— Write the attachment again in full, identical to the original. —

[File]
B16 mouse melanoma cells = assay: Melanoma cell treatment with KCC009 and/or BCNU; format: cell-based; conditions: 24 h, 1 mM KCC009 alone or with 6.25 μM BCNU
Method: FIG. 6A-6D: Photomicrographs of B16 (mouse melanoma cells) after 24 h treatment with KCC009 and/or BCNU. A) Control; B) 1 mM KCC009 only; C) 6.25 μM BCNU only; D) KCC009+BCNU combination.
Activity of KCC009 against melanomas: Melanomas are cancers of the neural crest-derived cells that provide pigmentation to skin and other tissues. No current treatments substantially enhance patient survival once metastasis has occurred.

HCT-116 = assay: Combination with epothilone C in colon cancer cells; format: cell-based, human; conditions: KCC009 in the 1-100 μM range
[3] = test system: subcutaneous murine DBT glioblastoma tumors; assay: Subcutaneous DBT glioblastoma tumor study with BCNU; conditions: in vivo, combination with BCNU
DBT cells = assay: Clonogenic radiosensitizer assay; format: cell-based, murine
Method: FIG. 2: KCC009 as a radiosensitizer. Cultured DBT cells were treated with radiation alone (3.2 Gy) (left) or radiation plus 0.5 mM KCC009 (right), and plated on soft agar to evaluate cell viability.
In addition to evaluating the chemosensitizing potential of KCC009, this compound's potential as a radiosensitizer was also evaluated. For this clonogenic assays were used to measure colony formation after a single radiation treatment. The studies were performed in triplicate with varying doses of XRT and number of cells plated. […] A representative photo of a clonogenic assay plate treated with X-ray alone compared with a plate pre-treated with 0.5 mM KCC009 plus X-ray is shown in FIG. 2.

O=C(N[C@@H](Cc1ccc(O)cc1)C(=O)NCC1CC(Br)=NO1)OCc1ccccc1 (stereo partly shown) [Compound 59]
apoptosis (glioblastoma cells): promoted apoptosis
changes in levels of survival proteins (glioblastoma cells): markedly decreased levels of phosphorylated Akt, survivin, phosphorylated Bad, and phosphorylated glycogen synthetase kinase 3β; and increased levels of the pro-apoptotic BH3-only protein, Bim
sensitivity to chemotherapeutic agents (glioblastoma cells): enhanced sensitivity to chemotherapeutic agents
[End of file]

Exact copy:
B16 mouse melanoma cells = assay: Melanoma cell treatment with KCC009 and/or BCNU; format: cell-based; conditions: 24 h, 1 mM KCC009 alone or with 6.25 μM BCNU
Method: FIG. 6A-6D: Photomicrographs of B16 (mouse melanoma cells) after 24 h treatment with KCC009 and/or BCNU. A) Control; B) 1 mM KCC009 only; C) 6.25 μM BCNU only; D) KCC009+BCNU combination.
Activity of KCC009 against melanomas: Melanomas are cancers of the neural crest-derived cells that provide pigmentation to skin and other tissues. No current treatments substantially enhance patient survival once metastasis has occurred.

HCT-116 = assay: Combination with epothilone C in colon cancer cells; format: cell-based, human; conditions: KCC009 in the 1-100 μM range
[3] = test system: subcutaneous murine DBT glioblastoma tumors; assay: Subcutaneous DBT glioblastoma tumor study with BCNU; conditions: in vivo, combination with BCNU
DBT cells = assay: Clonogenic radiosensitizer assay; format: cell-based, murine
Method: FIG. 2: KCC009 as a radiosensitizer. Cultured DBT cells were treated with radiation alone (3.2 Gy) (left) or radiation plus 0.5 mM KCC009 (right), and plated on soft agar to evaluate cell viability.
In addition to evaluating the chemosensitizing potential of KCC009, this compound's potential as a radiosensitizer was also evaluated. For this clonogenic assays were used to measure colony formation after a single radiation treatment. The studies were performed in triplicate with varying doses of XRT and number of cells plated. […] A representative photo of a clonogenic assay plate treated with X-ray alone compared with a plate pre-treated with 0.5 mM KCC009 plus X-ray is shown in FIG. 2.

O=C(N[C@@H](Cc1ccc(O)cc1)C(=O)NCC1CC(Br)=NO1)OCc1ccccc1 (stereo partly shown) [Compound 59]
apoptosis (glioblastoma cells): promoted apoptosis
changes in levels of survival proteins (glioblastoma cells): markedly decreased levels of phosphorylated Akt, survivin, phosphorylated Bad, and phosphorylated glycogen synthetase kinase 3β; and increased levels of the pro-apoptotic BH3-only protein, Bim
sensitivity to chemotherapeutic agents (glioblastoma cells): enhanced sensitivity to chemotherapeutic agents